"Crude" strains to look fair and balanced--but to an informed viewer, it's nothing more than an anti-corporate diatribe worthy of Fox News (were Rupert a leftist). It may be cool in many circles to hate corporations and especially oil companies, but anyone doing 10 minutes of research on the subject will see that here the tables have been turned in 2014. Read about Mr. Donzinger's manipulation of the facts--and the travesty of justice left by his actions--and you'll feel cheated by the storyline of this poorly researched documentary. Do read about the case before being pulled in by your hearstrings; if you read nothing else, read Michael Krauss' article: "Ecuador, Chevron and Steven Donziger: The Travesty Described in Detail" http://www.forbes.com/sites/michaelkrauss/2014/09/08/ecuador-chevron-and-steven-donziger-the-travesty-described-in-detail/ What the MOVIE INFO could have read had the producers been honest with their reprsentation: "The story behind the world's largest environmental extortion suit by American lawyer and his band with connections to the President and funded by gambling and lobbyist interests. Shamed by a Federal Judge, the underlying case is a tragedy, as is the environmental treatment of Ecuador by it's own government run oil company and judicial system." From the WSJ: "[L]ast March federal Judge Lewis Kaplan found the Ecuador ruling was the result of fraud and racketeering and judged it unenforceable in the U.S. Judge Kaplan also found Mr. Donziger liable for racketeering violations, and Chevron filed a claim against Mr. DeLeon in Gibraltar. Under the settlement, Mr. DeLeon agreed to turn over to Chevron his financial interest in "Crude," a propaganda film about the case that he also helped to finance. Mr. DeLeon also issued a public statement that included the following: "I have concluded that representatives of the Lago Agrio plaintiffs, including Steven Donziger, misled me about important facts. If I had known these facts, I would not have funded the litigation." The Wall Street Journal Editorial 02/18/15
The reaction when people first hear about this case, they describe it as a David vs Goliath story. And certainly I can't disagree but in many ways it sort of simplifies the struggle and it doesn't really get to the heart of the matter. This film was released before Chevron actually lost the lawsuit and they were ordered to pay over $18 billion in damages and to correct the damage they've done to the rain forest. Unfortunately, and this is sad part considering that Chevron WANTED the case moved to Ecuador, Chevron has no international obligation to pay the money so they've just outright refused to own up to their mistakes. Anyway, this film highlights the struggle of this small-time lawyer, Pablo Fajardo, and his fight against a gigantic, multinational corporation such as Chevron. Perhaps Chevron could've contributed more than they did to the film but, of course, other than interviews with Chevron apologists that work for them, they're gonna refuse to address these charges since they believe they're not guilty of anything. I do like how the film tracks the progress of the case, going from a case that wasn't in the public mind to being something the world has been made aware about, thanks to the 2007 Live Earth concert and the efforts made by Trudie Styler to bring this case to the awareness of the world. It really is unfortunate that this would be the first case where indigenous people have successfully sued a multinational corporation for damages to their land, because that means there's been other cases where you don't even know about and these companies using their vast resources to force those suing them into bankruptcy and having to drop the lawsuits. If I went over everything in the movie, I'd be here forever but I'd definitely recommend this film so this criminal activity by Chevron shouldn't be forgotten at all. This is an excellent documentary. Perhaps a little one-sided, but that is Chevron's own fault for refusing to participate. If you have Netflix Instant, then this is a must-see.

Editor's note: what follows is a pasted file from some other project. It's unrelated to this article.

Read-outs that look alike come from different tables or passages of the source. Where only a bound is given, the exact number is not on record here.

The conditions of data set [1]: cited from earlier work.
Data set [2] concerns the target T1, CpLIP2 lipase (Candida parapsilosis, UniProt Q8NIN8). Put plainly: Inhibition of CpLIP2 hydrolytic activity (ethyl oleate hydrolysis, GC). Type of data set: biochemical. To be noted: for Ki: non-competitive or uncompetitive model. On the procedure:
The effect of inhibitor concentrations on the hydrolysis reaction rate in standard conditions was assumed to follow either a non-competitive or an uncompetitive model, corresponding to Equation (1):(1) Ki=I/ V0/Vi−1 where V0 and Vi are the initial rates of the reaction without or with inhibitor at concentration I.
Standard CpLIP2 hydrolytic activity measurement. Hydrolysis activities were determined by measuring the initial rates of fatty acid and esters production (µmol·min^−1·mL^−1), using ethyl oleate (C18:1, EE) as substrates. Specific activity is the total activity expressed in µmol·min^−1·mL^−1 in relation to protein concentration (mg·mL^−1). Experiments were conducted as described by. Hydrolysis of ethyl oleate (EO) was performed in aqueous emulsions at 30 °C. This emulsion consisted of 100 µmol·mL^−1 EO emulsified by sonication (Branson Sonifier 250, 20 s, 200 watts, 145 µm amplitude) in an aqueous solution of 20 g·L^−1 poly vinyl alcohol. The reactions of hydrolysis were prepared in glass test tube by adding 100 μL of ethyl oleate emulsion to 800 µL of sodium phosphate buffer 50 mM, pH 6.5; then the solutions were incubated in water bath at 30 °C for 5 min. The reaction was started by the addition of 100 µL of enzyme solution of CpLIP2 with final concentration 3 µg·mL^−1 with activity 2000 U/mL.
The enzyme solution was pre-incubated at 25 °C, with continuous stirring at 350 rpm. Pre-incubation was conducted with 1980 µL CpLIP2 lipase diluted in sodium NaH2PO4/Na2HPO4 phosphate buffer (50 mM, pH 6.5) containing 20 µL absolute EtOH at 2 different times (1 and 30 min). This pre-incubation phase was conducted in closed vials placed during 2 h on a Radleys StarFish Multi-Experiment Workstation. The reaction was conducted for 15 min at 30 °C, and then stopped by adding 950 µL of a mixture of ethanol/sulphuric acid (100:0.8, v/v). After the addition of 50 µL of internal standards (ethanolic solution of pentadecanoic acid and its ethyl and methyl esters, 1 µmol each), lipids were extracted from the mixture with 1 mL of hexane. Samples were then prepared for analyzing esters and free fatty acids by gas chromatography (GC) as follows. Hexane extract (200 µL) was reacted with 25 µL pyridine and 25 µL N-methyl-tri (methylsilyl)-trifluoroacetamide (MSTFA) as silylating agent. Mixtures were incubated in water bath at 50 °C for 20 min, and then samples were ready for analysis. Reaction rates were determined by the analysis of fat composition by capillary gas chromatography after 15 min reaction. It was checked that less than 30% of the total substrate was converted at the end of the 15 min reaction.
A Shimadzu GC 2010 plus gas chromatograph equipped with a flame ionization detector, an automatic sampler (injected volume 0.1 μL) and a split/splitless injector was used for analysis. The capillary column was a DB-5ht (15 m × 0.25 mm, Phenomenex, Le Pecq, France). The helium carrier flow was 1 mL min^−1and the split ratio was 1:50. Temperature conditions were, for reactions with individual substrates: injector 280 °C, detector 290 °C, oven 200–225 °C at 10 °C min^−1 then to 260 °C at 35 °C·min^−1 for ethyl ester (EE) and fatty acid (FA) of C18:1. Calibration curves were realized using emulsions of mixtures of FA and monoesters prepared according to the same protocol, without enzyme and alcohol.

"Crude" does give us an interesting process story, but the case it presents against Chevron is consistently weak, based on hearsay when we need health statistics, environmental lab results, maps and contract agreements between Chevron and PetroEcuador (the national oil company of Ecuador). After their joint oil exploration, a mess has been left, but which party is responsible for which oil pit? The film has no interest in finding out, preferring to just observe the theater. If you watch this, dig a bit into PetroEcuador's environmental record. One article I found suggests they haven't "paid a dime" in cleanup even though they were responsible for over 1000 spills in the 5 years leading up to the footage we see in the film. Chevron spent 40 million dollars cleaning up before they left in the 90s. Chevron likely wanted the case moved to Ecuador because in 1998, the Ecuadorian government declared Chevron's environmental remediation was completed according to the agreed terms and released them from any future liability in the country. However, google "Ecuador's Assault on Free Speech" and you'll get a NYTimes article covering President Correa's manipulation of his country's judicial system by having his own lawyer write the highest judge's ruling against a major newspaper outlet. With his personal attention and involvement at the end of the movie, can you then really trust any Ecuadorian ruling in this case against Chevron? At the very least, there are two definite failures here that need to be resolved anywhere oil is handled poorly: government regulation and citizen oversight of the government's competence. The latter is only made possible by a free press, something Ecuador apparently doesn't have. Also, don't let your ducks and chickens drink out of an old construction tire if you want them to live.